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NOTE: this question is sorta like a follow-on question to this original GIS Question I asked. In that question, the main suggestion was that I was trying to show two polys. Now, I'm asking about a SINGLE poly.

I have the following GEOGRPAHY of Los Angeles in my Sql Server 2008 :-

enter image description here

Sql script to repo it (or in RAW sql format)

It's bascially ..

-- Shape of Los Angeles.

DECLARE @WKT VARCHAR(MAX) = 'POLYGON ((-118.66815700000011 34.181235000000029, ... ))

Now when I just try and render this out, It now looks like this (NOTE: this is different, but still not correct .. compared to my previous GIS Question).

enter image description here

Now, in the previous question people were suggesting that the previous data was a MULTIPOLYGON so there was some bad stuff I must have been doing, trying to render out holes in polys.

This time, this is a single polygon. So i'm assuming the hole theory still doesn't work. Now, I understand that by looking at this image, there's a number of holes ... but the Well Known Text data which Sql Server gives me is a POLYGON which to me means .. one single shape. So i'm not sure how I can fix this :(

This is why i'm asking the a similar question to my previous one.

Can anyone help? Can they see the data I've posted and see what happens in other systems? (I don't have any other software besides Sql Server 2008).

Maybe I need to extract all my data from Sql Server 2008 .. and clean it up (whatever that means) through another system. For example. If Sql Server is saying that the shape of Los Angeles is a single Polygon .. but when cleaned up .. it's actually 7 Polygons .. and then those shapes then get rendered correctly .. then we have a solution!

Any suggestions?

Can -anyone- render this shape onto a Google map?

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I think your polygon is fine- I was able to take your raw data, replace some parens with brackets and spaces with commas and display it on an Esri JS API map: Any chance this would get you to migrate to the Esri API (full disclosure: I work for Esri on the JS API team)? I didn't need to modify any the ring ordering or "winding" as people said in your other question. – Derek Swingley Dec 13 '11 at 4:27
Mike, it is still a multipolygon, but one with internal polygons; it is still being rendered as a multipolygon. One polygon, would be simply that, one polygon, with no holes, islands or donuts. This is many polygons. – Hairy Dec 13 '11 at 10:37
@Hairy That doesn't matter. If your polygon has 1 ring or 1000, keep adding them to your geometry. Both the Esri and Google APIs handle the geometry correctly. Please see my answer for examples. – Derek Swingley Dec 13 '11 at 15:43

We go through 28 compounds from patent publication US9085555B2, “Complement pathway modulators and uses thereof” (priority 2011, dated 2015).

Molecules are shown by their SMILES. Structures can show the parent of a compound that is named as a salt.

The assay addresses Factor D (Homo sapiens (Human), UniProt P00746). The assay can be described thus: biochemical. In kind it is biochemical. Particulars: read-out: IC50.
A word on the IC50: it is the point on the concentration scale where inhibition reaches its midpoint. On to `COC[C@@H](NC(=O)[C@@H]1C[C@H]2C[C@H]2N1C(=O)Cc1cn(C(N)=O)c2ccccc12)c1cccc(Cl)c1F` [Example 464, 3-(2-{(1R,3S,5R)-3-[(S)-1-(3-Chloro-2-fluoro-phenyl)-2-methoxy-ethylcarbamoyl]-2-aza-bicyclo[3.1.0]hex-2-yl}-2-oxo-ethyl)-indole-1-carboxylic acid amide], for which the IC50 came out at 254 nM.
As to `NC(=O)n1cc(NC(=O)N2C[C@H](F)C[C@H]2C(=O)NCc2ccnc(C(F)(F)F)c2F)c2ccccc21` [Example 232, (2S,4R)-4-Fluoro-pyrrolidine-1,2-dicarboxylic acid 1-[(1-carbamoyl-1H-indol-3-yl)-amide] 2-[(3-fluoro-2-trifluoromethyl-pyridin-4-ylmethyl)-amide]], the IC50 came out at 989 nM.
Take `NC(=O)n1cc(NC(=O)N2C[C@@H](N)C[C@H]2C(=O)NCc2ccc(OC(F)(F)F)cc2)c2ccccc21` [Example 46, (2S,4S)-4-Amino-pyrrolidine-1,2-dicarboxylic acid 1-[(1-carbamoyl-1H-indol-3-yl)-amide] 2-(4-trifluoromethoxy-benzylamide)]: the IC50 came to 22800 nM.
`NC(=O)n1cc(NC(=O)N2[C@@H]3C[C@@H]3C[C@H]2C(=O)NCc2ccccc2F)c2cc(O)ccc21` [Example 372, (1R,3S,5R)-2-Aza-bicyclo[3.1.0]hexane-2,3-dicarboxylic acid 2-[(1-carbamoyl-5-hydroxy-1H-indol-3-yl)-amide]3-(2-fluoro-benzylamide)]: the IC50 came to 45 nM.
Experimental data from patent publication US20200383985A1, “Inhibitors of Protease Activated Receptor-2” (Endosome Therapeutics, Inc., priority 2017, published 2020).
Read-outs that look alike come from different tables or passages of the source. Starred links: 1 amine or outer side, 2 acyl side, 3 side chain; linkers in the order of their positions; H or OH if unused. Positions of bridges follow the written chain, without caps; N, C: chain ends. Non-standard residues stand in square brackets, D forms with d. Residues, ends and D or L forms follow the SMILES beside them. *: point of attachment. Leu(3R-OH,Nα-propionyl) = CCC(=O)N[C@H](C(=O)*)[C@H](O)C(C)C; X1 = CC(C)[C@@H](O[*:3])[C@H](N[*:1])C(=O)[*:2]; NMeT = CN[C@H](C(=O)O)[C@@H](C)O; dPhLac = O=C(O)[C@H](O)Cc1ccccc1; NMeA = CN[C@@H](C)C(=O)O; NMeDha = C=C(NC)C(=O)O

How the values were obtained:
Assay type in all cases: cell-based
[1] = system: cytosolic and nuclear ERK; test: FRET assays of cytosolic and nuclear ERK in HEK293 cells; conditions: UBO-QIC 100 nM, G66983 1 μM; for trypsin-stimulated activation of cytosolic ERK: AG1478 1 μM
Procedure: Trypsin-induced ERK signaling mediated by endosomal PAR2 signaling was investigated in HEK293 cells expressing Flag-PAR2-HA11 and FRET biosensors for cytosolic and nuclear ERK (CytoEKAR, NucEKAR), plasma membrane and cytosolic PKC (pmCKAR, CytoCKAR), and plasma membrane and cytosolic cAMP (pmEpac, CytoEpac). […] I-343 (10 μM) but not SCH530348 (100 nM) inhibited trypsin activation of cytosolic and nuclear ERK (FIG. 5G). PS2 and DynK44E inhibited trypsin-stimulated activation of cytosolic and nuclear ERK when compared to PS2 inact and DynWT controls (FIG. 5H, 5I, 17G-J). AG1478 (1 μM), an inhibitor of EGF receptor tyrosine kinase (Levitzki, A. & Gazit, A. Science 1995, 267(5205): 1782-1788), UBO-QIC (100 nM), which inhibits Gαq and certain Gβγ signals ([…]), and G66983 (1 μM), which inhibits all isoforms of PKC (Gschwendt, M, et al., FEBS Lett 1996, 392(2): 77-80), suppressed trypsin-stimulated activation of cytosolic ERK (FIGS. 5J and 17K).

The ESRI doesn't afaik, it differentiates the interior polygons as anticlockwise. Not too sure on Google. – Hairy Dec 14 '11 at 7:24
BTW, very good answer from you. It may also be that I am thinking of the wrong api in ESRI – Hairy Dec 14 '11 at 7:25
up vote 9 down vote accepted

I was able to get this to work:

Here's a screenshot: enter image description here

As I said in my comment, I reformatted your raw data. I did this with some python and a little hand-jamming. The resulting JSON is here: That's the Esri JSON format for a polygon. The link above converts the geometry from the Esri JSON format to the Google format, which is a two dimensional array.

It seems like there's a problem converting the response from SQL Server to the two dimensional array that Google expects. I would look at your code doing that conversion.

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So you had to do this manually? look at the raw data and then move things around? (eeks). Is it worth my putting up my code that shows how I convert some Sql WKT into Google polygons? .NET -> Json -> Javascript. – Pure.Krome Dec 13 '11 at 5:29
It took me about 20 minutes to write up some python to reformat and then display your data on an Esri map. From there, it only took a couple minutes to get it on Google. I was curious to see if the data would display with minimal work. That is, would it work with some basic reformatting/syntax changes and without significant changes to the geometry. You can post your code to convert from WKT --> JSON but I'm not sure how much I'll be able to help since I don't do a whole lot with .NET. – Derek Swingley Dec 13 '11 at 15:40

I know this has already been answered, but an easier solution I found was to actually use the javascript toolkit called OpenLayers and export the shape from Sql Server as Well Known Text .. and then use OpenLayers to display that WKT data.

this implied that my javascript code using the Google Maps API was bad and/or my code to export the json points was bad.

Anyways, using WKT works :)

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